Peter Hibberd, M.D., is a doctor whose advice is based on more than 28 years of hospital outpatient and inpatient experience. He is an experienced emergency medicine physician, surgeon, and consultant. Dr. Hibberd is certified by the American Board of Emergency Medicine. He is also a fellow and active member of the American Academy of Family Physicians, an active member of the American College of Emergency Physicians, and a member and fellow of the American Academy of Emergency Medicine. Dr. Hibberd has earned numerous national and international professional certifications, memberships, and awards.

Help for Headaches

Tuesday, 16 November 2010 02:43 PM

Question: My wife has had severe headaches for two months. We have been to our family doctor and to a neurologist, but, at this point, we have no answers. The headaches move from the forehead, to the ears, to the eyes, to the neck, etc. She has had MRIs of the brain and neck. Do you have any suggestions? The headaches worsen under fluorescent lighting.

Dr. Hibberd's Answer:

Headache treatment is usually very straightforward once your doctor has decided what is causing the pain. Migraine headaches are very common, and people with them will have normal MRI and CTT brain reports with normal blood parameters.

Treatment of migraines has advanced the last few years, and effective preventive and treatment medications are commonly available by prescription. In fact, the newest data supports that a single dose of 1,000 mg aspirin may be as effective as the prescription sumatriptan.

All migraines can be controlled, and in many cases can be completely prevented with judicious use of environmental controls and selected medications.

Not all migraine mandates the need for prescription drugs. You are advised to be under the care of a medical doctor for initial diagnosis and treatment recommendations. Avoid devising your own treatment plan without a professional consultation. Sometimes what appears to be a migraine may be another condition that may need a very different treatment/management plan.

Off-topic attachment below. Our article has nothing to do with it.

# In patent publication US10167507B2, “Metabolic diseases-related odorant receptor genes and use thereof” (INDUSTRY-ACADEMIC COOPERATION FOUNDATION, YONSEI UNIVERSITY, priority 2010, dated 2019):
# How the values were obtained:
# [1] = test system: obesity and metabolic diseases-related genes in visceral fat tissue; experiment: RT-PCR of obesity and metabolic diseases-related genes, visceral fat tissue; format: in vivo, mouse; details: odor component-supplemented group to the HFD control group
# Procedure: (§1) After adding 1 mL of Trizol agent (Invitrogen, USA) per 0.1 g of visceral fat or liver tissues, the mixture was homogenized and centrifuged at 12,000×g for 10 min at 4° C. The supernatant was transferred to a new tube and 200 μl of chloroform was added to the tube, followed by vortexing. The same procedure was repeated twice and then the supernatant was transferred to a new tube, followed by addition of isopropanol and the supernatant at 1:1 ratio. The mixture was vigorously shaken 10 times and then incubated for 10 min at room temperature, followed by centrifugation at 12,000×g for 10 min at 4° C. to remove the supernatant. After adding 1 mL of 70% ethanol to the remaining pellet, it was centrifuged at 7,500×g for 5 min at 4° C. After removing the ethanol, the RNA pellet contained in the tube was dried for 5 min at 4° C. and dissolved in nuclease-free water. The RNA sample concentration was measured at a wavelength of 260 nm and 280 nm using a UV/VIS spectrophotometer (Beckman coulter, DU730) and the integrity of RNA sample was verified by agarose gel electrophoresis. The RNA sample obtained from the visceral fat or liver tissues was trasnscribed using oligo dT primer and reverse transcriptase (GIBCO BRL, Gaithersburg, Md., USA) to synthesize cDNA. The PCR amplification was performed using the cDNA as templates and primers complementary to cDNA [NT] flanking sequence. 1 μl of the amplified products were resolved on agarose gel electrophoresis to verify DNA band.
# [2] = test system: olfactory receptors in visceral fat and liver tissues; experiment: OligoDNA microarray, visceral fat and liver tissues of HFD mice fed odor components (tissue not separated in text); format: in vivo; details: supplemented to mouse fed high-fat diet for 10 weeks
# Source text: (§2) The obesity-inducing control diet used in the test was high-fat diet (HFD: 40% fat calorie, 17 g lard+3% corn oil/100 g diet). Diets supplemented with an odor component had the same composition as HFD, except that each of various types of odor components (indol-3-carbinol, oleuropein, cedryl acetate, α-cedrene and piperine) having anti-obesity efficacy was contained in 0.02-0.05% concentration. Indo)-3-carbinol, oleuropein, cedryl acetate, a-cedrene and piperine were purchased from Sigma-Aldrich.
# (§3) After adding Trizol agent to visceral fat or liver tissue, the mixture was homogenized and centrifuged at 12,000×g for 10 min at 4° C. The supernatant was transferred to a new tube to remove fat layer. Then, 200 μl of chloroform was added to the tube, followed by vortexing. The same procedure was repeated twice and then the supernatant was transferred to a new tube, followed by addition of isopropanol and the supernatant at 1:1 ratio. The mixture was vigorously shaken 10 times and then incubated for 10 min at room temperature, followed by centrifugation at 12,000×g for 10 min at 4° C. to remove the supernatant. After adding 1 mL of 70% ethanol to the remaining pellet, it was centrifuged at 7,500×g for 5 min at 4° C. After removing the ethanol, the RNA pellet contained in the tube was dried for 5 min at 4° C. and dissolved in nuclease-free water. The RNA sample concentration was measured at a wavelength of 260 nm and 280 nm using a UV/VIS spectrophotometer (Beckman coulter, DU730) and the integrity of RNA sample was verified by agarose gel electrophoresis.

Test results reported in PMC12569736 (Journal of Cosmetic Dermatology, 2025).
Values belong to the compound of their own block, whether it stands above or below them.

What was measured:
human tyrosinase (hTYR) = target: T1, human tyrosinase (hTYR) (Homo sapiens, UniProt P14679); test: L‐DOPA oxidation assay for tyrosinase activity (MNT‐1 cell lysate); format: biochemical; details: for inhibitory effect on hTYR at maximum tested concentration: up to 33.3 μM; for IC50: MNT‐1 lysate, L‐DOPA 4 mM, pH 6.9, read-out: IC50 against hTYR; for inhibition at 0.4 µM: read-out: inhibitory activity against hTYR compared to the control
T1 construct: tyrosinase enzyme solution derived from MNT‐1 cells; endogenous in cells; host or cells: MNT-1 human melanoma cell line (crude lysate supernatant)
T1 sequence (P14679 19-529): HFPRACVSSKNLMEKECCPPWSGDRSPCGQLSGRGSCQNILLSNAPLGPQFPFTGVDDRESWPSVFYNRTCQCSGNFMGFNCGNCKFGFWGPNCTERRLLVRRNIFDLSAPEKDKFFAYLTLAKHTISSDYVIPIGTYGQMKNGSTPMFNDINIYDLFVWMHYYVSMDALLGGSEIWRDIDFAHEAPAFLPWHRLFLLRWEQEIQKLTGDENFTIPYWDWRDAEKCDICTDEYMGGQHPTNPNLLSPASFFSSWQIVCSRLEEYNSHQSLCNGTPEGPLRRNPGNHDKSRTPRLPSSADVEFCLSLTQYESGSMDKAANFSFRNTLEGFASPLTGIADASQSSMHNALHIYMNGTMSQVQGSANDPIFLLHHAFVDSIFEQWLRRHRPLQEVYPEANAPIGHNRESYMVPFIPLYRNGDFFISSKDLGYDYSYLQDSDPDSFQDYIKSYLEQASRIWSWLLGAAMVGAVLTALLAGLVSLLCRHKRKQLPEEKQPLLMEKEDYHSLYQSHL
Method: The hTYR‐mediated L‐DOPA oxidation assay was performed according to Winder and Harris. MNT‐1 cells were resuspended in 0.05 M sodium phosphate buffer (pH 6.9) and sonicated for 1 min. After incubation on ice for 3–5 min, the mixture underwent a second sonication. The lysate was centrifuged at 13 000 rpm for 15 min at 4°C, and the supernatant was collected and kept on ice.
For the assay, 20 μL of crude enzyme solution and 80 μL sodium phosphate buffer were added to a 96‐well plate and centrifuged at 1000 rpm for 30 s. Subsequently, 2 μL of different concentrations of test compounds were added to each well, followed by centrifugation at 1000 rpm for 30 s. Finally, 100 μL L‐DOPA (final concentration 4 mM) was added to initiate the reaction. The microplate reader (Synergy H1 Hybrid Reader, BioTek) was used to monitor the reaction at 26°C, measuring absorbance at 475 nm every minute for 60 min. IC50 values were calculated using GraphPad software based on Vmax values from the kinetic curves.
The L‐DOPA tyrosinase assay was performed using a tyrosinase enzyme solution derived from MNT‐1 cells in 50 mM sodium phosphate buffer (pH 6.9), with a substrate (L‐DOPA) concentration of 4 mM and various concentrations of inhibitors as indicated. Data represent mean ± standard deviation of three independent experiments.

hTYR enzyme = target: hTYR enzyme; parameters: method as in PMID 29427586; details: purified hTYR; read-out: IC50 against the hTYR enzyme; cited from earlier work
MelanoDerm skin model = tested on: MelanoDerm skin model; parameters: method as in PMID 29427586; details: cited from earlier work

Sudden headaches without an obvious cause must always be urgently addressed simply because we always fear missing the vascular headache seen with a leaking aneurism, vascular malformation, or hemorrhagic stroke. Remember, these conditions can occur at any age.

In migraine, pay attention to any triggers such as fluorescent lighting, strobes, etc. Avoiding triggers will minimize your reliance on medication. Some people are sensitive to nicotine, caffeine, and other additives, and elimination therapy is usually wise.

If your headaches seem to change pattern or worsen in the morning, or you develop new symptoms, always inform your doctor without delay. Sometimes those at risk for stroke or hemorrhage may have a period of new headache changes that may precede a major stroke or hemorrhage. These are appropriately called "sentinel headaches,” and may "signal" future problematic events in our brain (such as bleeding or stroke).

Cluster headache and tension headaches are just as disturbing and debilitating as migraine headaches when not treated properly. Often some migraine medications are also effective for the latter, but we usually rely more on episodic and preventive management for nonmigraine headaches. Cluster headache syndromes can be problematic for some, but work with your neurologist until a satisfactory response is seen. Always feel free to request a second opinion. If any consultants take offense with the mention of a second opinion, that is usually a warning sign to me to consider changing consultants completely.

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